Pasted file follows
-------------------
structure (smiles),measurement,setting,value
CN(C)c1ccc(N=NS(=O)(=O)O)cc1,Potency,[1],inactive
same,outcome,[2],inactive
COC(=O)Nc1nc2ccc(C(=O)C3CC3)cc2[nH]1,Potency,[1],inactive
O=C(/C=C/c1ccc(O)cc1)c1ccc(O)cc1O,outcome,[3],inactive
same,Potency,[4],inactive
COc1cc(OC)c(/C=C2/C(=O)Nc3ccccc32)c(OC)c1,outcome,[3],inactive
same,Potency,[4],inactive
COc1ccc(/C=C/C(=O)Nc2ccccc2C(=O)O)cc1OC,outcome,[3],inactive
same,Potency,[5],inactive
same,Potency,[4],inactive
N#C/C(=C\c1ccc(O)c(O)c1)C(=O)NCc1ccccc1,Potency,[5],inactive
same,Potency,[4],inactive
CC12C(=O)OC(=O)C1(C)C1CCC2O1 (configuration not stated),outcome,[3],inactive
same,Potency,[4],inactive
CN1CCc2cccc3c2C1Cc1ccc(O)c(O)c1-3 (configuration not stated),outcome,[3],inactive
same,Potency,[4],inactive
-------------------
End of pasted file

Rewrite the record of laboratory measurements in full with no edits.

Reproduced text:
structure (smiles),measurement,setting,value
CN(C)c1ccc(N=NS(=O)(=O)O)cc1,Potency,[1],inactive
same,outcome,[2],inactive
COC(=O)Nc1nc2ccc(C(=O)C3CC3)cc2[nH]1,Potency,[1],inactive
O=C(/C=C/c1ccc(O)cc1)c1ccc(O)cc1O,outcome,[3],inactive
same,Potency,[4],inactive
COc1cc(OC)c(/C=C2/C(=O)Nc3ccccc32)c(OC)c1,outcome,[3],inactive
same,Potency,[4],inactive
COc1ccc(/C=C/C(=O)Nc2ccccc2C(=O)O)cc1OC,outcome,[3],inactive
same,Potency,[5],inactive
same,Potency,[4],inactive
N#C/C(=C\c1ccc(O)c(O)c1)C(=O)NCc1ccccc1,Potency,[5],inactive
same,Potency,[4],inactive
CC12C(=O)OC(=O)C1(C)C1CCC2O1 (configuration not stated),outcome,[3],inactive
same,Potency,[4],inactive
CN1CCc2cccc3c2C1Cc1ccc(O)c(O)c1-3 (configuration not stated),outcome,[3],inactive
same,Potency,[4],inactive